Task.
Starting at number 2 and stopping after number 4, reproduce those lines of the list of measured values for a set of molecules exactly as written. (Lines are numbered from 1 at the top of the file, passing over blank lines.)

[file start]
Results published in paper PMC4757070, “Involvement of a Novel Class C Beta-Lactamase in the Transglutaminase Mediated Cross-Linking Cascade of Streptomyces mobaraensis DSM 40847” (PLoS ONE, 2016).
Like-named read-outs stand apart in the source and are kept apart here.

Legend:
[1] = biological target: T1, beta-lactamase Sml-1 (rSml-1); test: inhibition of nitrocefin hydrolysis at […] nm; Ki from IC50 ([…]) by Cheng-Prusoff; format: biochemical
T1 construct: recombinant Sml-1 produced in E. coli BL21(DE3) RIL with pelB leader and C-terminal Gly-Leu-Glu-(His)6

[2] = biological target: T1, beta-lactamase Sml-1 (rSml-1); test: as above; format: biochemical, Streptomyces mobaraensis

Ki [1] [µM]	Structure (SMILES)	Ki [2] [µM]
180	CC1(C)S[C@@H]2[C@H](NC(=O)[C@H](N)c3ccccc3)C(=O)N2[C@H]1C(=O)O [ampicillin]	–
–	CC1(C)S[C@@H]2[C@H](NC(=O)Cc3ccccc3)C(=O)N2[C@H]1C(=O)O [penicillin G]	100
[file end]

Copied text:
Like-named read-outs stand apart in the source and are kept apart here.

Legend:
[1] = biological target: T1, beta-lactamase Sml-1 (rSml-1); test: inhibition of nitrocefin hydrolysis at […] nm; Ki from IC50 ([…]) by Cheng-Prusoff; format: biochemical